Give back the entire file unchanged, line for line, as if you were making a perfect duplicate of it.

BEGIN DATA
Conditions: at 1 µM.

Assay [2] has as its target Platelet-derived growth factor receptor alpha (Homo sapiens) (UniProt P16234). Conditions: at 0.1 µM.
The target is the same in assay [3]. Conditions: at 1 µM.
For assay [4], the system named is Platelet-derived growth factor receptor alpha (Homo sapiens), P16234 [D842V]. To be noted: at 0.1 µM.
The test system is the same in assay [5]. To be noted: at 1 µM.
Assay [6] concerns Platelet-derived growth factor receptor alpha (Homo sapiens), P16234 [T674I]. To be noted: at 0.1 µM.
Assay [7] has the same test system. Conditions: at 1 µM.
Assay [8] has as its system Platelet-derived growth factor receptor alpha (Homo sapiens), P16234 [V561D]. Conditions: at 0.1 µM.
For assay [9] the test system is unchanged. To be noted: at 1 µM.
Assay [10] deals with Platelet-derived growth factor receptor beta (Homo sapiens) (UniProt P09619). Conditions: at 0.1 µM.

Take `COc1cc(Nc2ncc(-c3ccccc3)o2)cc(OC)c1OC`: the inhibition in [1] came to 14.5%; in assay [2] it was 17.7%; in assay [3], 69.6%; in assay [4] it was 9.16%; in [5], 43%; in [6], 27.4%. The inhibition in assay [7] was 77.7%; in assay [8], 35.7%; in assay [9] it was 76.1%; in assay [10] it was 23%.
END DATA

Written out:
Conditions: at 1 µM.

Assay [2] has as its target Platelet-derived growth factor receptor alpha (Homo sapiens) (UniProt P16234). Conditions: at 0.1 µM.
The target is the same in assay [3]. Conditions: at 1 µM.
For assay [4], the system named is Platelet-derived growth factor receptor alpha (Homo sapiens), P16234 [D842V]. To be noted: at 0.1 µM.
The test system is the same in assay [5]. To be noted: at 1 µM.
Assay [6] concerns Platelet-derived growth factor receptor alpha (Homo sapiens), P16234 [T674I]. To be noted: at 0.1 µM.
Assay [7] has the same test system. Conditions: at 1 µM.
Assay [8] has as its system Platelet-derived growth factor receptor alpha (Homo sapiens), P16234 [V561D]. Conditions: at 0.1 µM.
For assay [9] the test system is unchanged. To be noted: at 1 µM.
Assay [10] deals with Platelet-derived growth factor receptor beta (Homo sapiens) (UniProt P09619). Conditions: at 0.1 µM.

Take `COc1cc(Nc2ncc(-c3ccccc3)o2)cc(OC)c1OC`: the inhibition in [1] came to 14.5%; in assay [2] it was 17.7%; in assay [3], 69.6%; in assay [4] it was 9.16%; in [5], 43%; in [6], 27.4%. The inhibition in assay [7] was 77.7%; in assay [8], 35.7%; in assay [9] it was 76.1%; in assay [10] it was 23%.